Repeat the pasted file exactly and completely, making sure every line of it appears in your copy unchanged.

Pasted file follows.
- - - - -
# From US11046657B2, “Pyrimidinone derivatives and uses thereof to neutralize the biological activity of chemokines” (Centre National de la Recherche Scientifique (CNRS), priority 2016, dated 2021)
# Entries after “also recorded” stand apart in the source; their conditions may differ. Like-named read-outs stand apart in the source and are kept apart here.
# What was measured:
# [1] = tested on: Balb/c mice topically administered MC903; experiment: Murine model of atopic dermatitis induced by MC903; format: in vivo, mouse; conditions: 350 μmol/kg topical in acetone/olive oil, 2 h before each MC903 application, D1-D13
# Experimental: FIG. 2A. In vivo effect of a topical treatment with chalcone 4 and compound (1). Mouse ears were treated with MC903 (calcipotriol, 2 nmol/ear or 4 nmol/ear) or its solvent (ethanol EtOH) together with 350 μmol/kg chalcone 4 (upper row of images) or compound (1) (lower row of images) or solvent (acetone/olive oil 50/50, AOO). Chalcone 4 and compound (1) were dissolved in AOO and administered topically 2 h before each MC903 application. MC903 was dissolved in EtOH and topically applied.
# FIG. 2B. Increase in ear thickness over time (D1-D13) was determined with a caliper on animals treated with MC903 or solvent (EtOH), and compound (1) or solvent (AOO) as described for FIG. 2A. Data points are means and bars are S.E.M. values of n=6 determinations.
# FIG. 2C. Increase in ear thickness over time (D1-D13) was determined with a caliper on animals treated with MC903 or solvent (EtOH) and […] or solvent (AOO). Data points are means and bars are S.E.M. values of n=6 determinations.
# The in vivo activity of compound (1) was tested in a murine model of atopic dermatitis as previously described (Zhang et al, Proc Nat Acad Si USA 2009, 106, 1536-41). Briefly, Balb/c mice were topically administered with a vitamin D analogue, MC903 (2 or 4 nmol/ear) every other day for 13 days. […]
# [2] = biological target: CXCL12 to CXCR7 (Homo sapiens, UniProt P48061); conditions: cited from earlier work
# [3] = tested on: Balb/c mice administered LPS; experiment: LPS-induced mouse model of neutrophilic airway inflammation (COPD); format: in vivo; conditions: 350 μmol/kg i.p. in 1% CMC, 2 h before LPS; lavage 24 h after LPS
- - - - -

# From US11046657B2, “Pyrimidinone derivatives and uses thereof to neutralize the biological activity of chemokines” (Centre National de la Recherche Scientifique (CNRS), priority 2016, dated 2021)
# Entries after “also recorded” stand apart in the source; their conditions may differ. Like-named read-outs stand apart in the source and are kept apart here.
# What was measured:
# [1] = tested on: Balb/c mice topically administered MC903; experiment: Murine model of atopic dermatitis induced by MC903; format: in vivo, mouse; conditions: 350 μmol/kg topical in acetone/olive oil, 2 h before each MC903 application, D1-D13
# Experimental: FIG. 2A. In vivo effect of a topical treatment with chalcone 4 and compound (1). Mouse ears were treated with MC903 (calcipotriol, 2 nmol/ear or 4 nmol/ear) or its solvent (ethanol EtOH) together with 350 μmol/kg chalcone 4 (upper row of images) or compound (1) (lower row of images) or solvent (acetone/olive oil 50/50, AOO). Chalcone 4 and compound (1) were dissolved in AOO and administered topically 2 h before each MC903 application. MC903 was dissolved in EtOH and topically applied.
# FIG. 2B. Increase in ear thickness over time (D1-D13) was determined with a caliper on animals treated with MC903 or solvent (EtOH), and compound (1) or solvent (AOO) as described for FIG. 2A. Data points are means and bars are S.E.M. values of n=6 determinations.
# FIG. 2C. Increase in ear thickness over time (D1-D13) was determined with a caliper on animals treated with MC903 or solvent (EtOH) and […] or solvent (AOO). Data points are means and bars are S.E.M. values of n=6 determinations.
# The in vivo activity of compound (1) was tested in a murine model of atopic dermatitis as previously described (Zhang et al, Proc Nat Acad Si USA 2009, 106, 1536-41). Briefly, Balb/c mice were topically administered with a vitamin D analogue, MC903 (2 or 4 nmol/ear) every other day for 13 days. […]
# [2] = biological target: CXCL12 to CXCR7 (Homo sapiens, UniProt P48061); conditions: cited from earlier work
# [3] = tested on: Balb/c mice administered LPS; experiment: LPS-induced mouse model of neutrophilic airway inflammation (COPD); format: in vivo; conditions: 350 μmol/kg i.p. in 1% CMC, 2 h before LPS; lavage 24 h after LPS